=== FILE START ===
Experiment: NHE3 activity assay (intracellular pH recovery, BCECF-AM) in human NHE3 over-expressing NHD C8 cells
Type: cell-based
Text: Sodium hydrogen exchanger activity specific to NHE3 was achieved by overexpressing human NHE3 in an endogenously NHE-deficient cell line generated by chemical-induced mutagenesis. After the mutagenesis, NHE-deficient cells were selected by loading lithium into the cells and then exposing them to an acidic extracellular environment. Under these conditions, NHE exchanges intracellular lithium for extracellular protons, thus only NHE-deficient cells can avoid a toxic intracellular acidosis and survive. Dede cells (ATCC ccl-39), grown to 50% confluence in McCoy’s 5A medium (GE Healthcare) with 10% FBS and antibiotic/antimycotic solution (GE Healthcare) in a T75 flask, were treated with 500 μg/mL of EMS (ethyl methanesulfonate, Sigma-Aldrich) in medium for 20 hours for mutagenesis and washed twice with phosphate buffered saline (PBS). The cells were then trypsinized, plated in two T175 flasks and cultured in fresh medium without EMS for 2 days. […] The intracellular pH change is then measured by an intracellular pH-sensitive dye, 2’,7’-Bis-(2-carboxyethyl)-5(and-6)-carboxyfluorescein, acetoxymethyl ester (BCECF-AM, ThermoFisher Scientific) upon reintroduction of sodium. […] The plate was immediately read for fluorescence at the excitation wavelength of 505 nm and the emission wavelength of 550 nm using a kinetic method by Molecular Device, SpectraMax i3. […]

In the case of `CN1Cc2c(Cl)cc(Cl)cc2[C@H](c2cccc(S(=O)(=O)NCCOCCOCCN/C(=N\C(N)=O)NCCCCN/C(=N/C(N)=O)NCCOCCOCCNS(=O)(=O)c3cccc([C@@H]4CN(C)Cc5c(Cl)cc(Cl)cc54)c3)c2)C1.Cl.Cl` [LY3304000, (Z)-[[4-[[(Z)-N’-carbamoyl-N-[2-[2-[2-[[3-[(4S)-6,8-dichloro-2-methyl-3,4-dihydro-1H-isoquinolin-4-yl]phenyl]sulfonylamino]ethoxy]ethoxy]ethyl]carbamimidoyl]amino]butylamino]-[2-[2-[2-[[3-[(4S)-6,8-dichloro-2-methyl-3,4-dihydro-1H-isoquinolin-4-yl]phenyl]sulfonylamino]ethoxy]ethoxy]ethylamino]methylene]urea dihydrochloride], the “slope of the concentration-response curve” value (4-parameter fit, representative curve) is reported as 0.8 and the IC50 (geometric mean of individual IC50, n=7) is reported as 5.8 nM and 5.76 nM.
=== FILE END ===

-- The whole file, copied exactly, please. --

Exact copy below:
Experiment: NHE3 activity assay (intracellular pH recovery, BCECF-AM) in human NHE3 over-expressing NHD C8 cells
Type: cell-based
Text: Sodium hydrogen exchanger activity specific to NHE3 was achieved by overexpressing human NHE3 in an endogenously NHE-deficient cell line generated by chemical-induced mutagenesis. After the mutagenesis, NHE-deficient cells were selected by loading lithium into the cells and then exposing them to an acidic extracellular environment. Under these conditions, NHE exchanges intracellular lithium for extracellular protons, thus only NHE-deficient cells can avoid a toxic intracellular acidosis and survive. Dede cells (ATCC ccl-39), grown to 50% confluence in McCoy’s 5A medium (GE Healthcare) with 10% FBS and antibiotic/antimycotic solution (GE Healthcare) in a T75 flask, were treated with 500 μg/mL of EMS (ethyl methanesulfonate, Sigma-Aldrich) in medium for 20 hours for mutagenesis and washed twice with phosphate buffered saline (PBS). The cells were then trypsinized, plated in two T175 flasks and cultured in fresh medium without EMS for 2 days. […] The intracellular pH change is then measured by an intracellular pH-sensitive dye, 2’,7’-Bis-(2-carboxyethyl)-5(and-6)-carboxyfluorescein, acetoxymethyl ester (BCECF-AM, ThermoFisher Scientific) upon reintroduction of sodium. […] The plate was immediately read for fluorescence at the excitation wavelength of 505 nm and the emission wavelength of 550 nm using a kinetic method by Molecular Device, SpectraMax i3. […]

In the case of `CN1Cc2c(Cl)cc(Cl)cc2[C@H](c2cccc(S(=O)(=O)NCCOCCOCCN/C(=N\C(N)=O)NCCCCN/C(=N/C(N)=O)NCCOCCOCCNS(=O)(=O)c3cccc([C@@H]4CN(C)Cc5c(Cl)cc(Cl)cc54)c3)c2)C1.Cl.Cl` [LY3304000, (Z)-[[4-[[(Z)-N’-carbamoyl-N-[2-[2-[2-[[3-[(4S)-6,8-dichloro-2-methyl-3,4-dihydro-1H-isoquinolin-4-yl]phenyl]sulfonylamino]ethoxy]ethoxy]ethyl]carbamimidoyl]amino]butylamino]-[2-[2-[2-[[3-[(4S)-6,8-dichloro-2-methyl-3,4-dihydro-1H-isoquinolin-4-yl]phenyl]sulfonylamino]ethoxy]ethoxy]ethylamino]methylene]urea dihydrochloride], the “slope of the concentration-response curve” value (4-parameter fit, representative curve) is reported as 0.8 and the IC50 (geometric mean of individual IC50, n=7) is reported as 5.8 nM and 5.76 nM.